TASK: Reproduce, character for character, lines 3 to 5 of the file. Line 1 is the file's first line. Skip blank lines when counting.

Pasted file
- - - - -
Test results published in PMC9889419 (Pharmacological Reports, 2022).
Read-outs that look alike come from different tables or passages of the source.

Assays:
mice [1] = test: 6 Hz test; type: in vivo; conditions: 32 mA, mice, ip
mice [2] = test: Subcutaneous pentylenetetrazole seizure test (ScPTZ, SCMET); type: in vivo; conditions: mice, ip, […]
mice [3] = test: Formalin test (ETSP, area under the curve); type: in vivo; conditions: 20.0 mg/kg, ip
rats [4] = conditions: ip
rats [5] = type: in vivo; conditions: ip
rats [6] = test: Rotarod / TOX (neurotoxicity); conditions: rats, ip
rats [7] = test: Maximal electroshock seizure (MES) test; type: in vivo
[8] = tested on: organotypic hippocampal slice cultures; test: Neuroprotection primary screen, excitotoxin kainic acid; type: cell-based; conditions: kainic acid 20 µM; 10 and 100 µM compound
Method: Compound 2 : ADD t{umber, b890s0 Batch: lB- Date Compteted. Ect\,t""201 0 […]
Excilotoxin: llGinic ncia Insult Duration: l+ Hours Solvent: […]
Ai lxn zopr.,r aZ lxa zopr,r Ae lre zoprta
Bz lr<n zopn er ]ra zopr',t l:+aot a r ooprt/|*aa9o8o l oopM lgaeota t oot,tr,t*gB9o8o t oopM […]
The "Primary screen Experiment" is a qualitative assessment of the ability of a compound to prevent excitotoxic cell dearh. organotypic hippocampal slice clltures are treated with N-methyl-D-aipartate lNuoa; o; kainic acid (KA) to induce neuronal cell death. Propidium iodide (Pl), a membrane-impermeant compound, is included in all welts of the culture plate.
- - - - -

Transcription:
Assays:
mice [1] = test: 6 Hz test; type: in vivo; conditions: 32 mA, mice, ip
mice [2] = test: Subcutaneous pentylenetetrazole seizure test (ScPTZ, SCMET); type: in vivo; conditions: mice, ip, […]